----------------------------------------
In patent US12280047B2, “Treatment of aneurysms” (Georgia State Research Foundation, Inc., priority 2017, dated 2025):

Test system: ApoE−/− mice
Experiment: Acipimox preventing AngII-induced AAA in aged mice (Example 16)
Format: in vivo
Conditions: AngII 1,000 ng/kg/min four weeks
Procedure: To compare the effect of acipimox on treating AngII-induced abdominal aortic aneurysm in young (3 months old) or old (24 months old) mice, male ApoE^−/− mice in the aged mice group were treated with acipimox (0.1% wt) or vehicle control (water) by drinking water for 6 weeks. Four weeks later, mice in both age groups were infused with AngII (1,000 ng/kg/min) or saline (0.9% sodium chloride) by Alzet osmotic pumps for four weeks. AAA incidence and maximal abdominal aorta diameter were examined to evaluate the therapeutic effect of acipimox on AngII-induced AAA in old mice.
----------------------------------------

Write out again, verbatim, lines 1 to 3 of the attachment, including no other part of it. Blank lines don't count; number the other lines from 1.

In patent US12280047B2, “Treatment of aneurysms” (Georgia State Research Foundation, Inc., priority 2017, dated 2025):

Test system: ApoE−/− mice
Experiment: Acipimox preventing AngII-induced AAA in aged mice (Example 16)